Suzanne B. Goldberg, a professor at Columbia Law School who studies sexuality and gender law, said private schools have wide legal latitude to set admissions criteria. And, she said, Trinity probably isn’t covered by recent Supreme Court rulings outlawing employment discrimination against LGBTQ people because of its affiliation with a religious community. But, she added, cases addressing those questions are likely to come before the high court in the near future, and Barrett’s past oversight of Trinity’s discriminatory policies raises concerns.

“When any member of the judiciary affiliates themselves with an institution that is committed to discrimination on any ground, it is important to look more closely at how that affects the individual’s ability to give all cases a fair hearing,” Goldberg said.

The AP sent detailed questions for Barrett to the White House press office. Rather than providing direct answers, White House spokesman Judd Deere instead accused AP of attacking the nominee.

“Because Democrats and the media are unable to attack Judge Barrett’s sterling qualifications, they have instead turned to pathetic personal attacks on her children’s Christian school, even though the Supreme Court has repeatedly reaffirmed that religious schools are protected by the First Amendment,” Deere said in an email.

Nearly all the people interviewed for this story are gay or said they have gay family members. They used words such as “terrified,” “petrified” and “frightening” to describe the prospect of Barrett on the high court. Some of them know Barrett, have mutual friends with her or even have been in her home dozens of times. They describe her as “nice” or “a kind person,” but told the AP they feared others would suffer if Barrett tries to implement People of Praise’s views on homosexuality on the Supreme Court.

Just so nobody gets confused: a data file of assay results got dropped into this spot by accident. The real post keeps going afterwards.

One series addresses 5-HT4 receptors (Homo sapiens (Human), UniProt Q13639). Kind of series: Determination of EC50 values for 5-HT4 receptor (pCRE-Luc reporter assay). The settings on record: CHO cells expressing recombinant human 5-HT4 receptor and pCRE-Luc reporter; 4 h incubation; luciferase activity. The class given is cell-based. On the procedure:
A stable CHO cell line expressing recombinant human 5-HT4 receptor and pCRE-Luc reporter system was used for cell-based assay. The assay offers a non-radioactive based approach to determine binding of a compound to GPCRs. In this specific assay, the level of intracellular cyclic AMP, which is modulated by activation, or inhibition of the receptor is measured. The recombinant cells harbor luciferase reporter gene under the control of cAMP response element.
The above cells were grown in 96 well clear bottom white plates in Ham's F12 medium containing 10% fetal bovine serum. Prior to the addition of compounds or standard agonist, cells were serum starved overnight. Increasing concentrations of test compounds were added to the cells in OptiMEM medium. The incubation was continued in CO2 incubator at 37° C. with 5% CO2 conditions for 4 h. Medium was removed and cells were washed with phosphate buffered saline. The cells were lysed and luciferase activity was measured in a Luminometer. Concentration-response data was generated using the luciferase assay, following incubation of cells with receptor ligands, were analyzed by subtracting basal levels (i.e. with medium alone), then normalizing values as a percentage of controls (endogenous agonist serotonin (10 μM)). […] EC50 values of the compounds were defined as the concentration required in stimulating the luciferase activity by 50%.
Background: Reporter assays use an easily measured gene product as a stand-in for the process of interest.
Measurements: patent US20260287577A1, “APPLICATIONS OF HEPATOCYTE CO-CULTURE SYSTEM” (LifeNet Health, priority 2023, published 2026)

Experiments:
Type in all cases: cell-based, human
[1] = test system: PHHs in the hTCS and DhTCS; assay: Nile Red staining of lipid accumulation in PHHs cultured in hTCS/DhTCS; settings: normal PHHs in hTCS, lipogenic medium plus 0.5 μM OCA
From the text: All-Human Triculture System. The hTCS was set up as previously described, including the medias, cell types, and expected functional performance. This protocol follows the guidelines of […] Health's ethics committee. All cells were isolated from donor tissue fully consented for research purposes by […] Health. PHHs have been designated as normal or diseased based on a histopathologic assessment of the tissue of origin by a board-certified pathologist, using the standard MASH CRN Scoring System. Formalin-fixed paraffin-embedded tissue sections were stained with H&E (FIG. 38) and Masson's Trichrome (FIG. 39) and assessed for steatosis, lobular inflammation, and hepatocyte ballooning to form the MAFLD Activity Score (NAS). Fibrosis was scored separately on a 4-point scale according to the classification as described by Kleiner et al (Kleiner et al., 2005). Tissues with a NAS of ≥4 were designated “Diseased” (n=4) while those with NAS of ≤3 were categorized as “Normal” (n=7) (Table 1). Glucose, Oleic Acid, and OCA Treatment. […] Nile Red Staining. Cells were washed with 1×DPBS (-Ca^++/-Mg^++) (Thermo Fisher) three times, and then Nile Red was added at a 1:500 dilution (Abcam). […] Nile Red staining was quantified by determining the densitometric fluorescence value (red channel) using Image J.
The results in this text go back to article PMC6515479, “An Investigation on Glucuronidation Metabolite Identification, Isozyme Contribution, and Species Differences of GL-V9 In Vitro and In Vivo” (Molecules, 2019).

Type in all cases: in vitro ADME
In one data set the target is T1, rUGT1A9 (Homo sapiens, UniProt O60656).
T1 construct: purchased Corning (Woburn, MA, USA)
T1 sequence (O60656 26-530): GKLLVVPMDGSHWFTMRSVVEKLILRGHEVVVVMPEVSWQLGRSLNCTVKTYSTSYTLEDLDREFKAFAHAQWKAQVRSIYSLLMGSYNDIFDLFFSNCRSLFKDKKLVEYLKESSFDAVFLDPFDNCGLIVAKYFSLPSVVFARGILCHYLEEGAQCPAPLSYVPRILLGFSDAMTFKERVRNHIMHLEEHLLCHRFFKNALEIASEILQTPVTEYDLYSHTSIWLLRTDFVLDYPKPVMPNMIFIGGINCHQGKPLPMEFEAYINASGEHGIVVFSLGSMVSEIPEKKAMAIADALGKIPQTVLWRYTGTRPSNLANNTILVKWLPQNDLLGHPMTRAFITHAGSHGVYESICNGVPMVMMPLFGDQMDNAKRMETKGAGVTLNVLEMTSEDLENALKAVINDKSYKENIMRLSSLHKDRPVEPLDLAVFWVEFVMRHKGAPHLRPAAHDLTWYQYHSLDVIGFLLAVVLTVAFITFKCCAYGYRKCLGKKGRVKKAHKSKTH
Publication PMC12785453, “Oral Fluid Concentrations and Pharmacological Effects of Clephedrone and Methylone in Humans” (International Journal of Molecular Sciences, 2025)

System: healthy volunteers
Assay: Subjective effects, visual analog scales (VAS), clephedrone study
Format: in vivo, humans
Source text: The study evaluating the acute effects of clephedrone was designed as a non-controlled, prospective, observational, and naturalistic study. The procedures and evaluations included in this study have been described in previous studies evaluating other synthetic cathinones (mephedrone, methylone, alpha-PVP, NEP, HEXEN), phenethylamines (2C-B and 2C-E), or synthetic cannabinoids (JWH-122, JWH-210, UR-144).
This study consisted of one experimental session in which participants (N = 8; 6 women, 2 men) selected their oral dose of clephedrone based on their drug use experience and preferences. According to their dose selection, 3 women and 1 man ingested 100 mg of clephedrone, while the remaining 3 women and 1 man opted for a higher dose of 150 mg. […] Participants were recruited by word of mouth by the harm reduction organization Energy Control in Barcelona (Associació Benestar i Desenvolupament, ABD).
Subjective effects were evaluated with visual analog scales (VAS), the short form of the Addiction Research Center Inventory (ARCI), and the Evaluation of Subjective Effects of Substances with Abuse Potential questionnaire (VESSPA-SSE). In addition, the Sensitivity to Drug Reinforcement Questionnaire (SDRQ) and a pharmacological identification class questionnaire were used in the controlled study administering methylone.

About half of the people asked not to be identified for fear of retaliation against themselves or their families from other members of People of Praise, or because they had not come out to everyone in their lives. Among those interviewed were people who attended all three of its schools and who had been active in several of its 22 branches. Their experiences stretched back as far as the 1970s, and as recently as 2020.


Tom Henry was a senior at Trinity School in Eagan, Minnesota, serving as a student ambassador, providing tours to prospective families, when Barrett was an active member of the board.

In early 2017, a lesbian parent asked him whether Trinity was open to gay people and expressed concern about how her child would be treated.

Henry, who is gay, said he didn’t know what to say. He had been instructed not to answer questions about People of Praise or Trinity’s “politics.”